Summer in the Maritimes continued warmer than normal for most locations. While some heavy showers allowed much of New Brunswick (Saint John the exception) and Prince Edward Island to reach or exceed their normal rainfalls, Nova Scotia remained dry. In fact Southwestern sections of the province were much warmer than normal with rainfalls about 25 percent of normal; impacting crops, fire danger, and the availability of water in rivers and wells.
As we move into September, the long range forecasts continue to predict warmer than normal weather:
I am expecting precipitation numbers to recover in Nova Scotia in September. September is typically the busiest month for tropical cyclones. Furthermore, the sea surface temperatures surrounding the Maritimes are for the most part warmer than normal. Consequently, storms that reach our area may maintain more energy than otherwise.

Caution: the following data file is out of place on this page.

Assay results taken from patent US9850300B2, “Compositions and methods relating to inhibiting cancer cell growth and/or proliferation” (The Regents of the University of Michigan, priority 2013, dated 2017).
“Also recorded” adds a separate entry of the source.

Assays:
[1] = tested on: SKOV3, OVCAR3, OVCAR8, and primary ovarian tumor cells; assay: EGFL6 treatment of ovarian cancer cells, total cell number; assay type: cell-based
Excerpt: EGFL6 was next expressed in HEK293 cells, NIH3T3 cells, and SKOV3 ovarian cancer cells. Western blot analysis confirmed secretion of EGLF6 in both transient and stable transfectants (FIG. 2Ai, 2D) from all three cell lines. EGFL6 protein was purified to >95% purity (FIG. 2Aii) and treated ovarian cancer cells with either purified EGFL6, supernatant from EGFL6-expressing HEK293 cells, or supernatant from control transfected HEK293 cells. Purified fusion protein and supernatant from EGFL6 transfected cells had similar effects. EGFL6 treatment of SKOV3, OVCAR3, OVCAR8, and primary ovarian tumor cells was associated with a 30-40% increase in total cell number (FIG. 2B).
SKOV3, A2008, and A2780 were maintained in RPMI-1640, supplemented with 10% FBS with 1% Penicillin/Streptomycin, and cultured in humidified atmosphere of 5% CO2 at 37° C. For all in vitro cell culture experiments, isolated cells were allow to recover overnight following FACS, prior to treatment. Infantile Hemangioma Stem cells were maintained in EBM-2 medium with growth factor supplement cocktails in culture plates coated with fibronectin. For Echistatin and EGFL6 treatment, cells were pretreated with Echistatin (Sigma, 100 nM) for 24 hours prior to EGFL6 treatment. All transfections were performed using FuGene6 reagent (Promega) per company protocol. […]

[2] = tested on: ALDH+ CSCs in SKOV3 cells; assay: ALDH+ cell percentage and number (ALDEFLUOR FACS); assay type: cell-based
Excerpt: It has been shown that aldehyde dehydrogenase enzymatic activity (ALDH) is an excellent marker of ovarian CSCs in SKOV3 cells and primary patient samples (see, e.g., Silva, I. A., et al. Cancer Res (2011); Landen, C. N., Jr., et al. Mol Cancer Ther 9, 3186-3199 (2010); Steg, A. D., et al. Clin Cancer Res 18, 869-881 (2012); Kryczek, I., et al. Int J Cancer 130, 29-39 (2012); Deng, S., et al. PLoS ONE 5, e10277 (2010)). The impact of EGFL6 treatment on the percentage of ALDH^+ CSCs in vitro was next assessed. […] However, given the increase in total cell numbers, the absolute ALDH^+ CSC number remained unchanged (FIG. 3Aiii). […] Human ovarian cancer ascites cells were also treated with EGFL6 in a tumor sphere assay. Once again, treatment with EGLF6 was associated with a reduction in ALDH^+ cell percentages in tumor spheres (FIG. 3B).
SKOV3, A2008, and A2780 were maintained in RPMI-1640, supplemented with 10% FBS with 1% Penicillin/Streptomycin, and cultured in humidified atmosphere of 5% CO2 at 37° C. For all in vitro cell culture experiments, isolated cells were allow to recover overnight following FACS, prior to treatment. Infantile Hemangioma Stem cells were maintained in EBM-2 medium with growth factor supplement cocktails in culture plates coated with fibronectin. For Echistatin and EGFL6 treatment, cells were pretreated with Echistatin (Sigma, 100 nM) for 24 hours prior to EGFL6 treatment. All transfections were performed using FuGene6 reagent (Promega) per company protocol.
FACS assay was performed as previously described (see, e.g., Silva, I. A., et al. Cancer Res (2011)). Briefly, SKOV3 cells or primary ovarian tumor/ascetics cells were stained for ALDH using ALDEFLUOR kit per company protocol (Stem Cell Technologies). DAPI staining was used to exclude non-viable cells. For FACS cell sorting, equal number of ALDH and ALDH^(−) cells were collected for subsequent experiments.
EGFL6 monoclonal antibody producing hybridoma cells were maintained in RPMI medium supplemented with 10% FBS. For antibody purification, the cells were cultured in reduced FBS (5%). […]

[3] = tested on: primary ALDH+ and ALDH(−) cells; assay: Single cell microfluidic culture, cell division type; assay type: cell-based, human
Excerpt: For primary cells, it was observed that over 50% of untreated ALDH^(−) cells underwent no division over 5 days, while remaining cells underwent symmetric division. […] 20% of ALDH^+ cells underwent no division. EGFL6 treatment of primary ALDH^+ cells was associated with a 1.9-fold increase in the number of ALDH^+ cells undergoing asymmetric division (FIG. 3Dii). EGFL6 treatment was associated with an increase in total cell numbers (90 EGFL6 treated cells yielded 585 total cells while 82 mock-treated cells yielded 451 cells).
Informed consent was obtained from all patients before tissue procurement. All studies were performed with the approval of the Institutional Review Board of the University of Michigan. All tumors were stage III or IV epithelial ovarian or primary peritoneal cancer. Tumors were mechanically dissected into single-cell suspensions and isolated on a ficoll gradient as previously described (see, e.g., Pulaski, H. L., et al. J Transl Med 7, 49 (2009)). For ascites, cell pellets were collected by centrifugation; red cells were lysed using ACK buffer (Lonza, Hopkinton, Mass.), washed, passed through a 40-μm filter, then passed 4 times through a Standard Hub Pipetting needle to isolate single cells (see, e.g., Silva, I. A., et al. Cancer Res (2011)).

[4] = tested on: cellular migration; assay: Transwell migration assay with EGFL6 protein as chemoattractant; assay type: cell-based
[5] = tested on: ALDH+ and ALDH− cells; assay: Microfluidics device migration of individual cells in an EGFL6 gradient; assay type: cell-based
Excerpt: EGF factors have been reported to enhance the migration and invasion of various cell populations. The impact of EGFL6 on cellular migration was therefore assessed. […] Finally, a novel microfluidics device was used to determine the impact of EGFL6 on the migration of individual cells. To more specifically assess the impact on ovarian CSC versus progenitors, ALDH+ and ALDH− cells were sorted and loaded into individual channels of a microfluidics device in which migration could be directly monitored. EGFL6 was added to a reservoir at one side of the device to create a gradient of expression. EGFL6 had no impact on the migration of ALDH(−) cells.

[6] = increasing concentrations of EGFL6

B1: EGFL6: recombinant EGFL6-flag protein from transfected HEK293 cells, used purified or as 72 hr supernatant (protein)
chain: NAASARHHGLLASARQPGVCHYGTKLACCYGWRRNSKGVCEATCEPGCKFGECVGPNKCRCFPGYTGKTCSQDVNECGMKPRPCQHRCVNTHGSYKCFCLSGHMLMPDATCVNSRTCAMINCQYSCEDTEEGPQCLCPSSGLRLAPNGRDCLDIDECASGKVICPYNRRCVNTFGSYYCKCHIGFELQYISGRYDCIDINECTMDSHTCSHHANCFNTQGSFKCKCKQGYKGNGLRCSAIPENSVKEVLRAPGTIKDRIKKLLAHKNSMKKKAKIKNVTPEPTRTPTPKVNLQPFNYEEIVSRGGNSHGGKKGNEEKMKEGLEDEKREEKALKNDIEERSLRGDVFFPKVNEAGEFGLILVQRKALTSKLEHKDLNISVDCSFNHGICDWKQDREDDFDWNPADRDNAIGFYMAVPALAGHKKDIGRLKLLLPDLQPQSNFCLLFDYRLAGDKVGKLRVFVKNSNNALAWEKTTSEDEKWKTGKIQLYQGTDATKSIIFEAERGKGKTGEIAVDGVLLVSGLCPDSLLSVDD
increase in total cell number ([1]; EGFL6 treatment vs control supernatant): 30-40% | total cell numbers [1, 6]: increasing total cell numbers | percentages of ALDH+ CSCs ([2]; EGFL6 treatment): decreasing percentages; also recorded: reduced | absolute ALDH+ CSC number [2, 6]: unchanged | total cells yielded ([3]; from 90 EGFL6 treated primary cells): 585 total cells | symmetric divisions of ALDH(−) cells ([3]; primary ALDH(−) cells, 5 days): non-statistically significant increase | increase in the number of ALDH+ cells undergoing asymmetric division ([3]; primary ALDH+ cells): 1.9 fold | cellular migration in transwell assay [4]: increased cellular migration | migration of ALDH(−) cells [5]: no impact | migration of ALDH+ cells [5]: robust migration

Yesterday, there were already a number of systems in the tropical Atlantic.
Indeed, Tropical Depression Nine did intensify yesterday afternoon to become Tropical Storm Hermine. While the immediate threat is for a potential hurricane for Florida, this storm is predicted to stall offshore of the mid Atlantic or New England coast next week. The precipitation and possibly strong winds from Hermine may eventually impact the Maritimes next week… with the dry southwestern sections of the Maritimes most likely to welcome some rain.
If Hermine does indeed stall, there will be plenty of time for folks in the Maritimes to prepare for any potential impacts.
Stay tuned and Stay Safe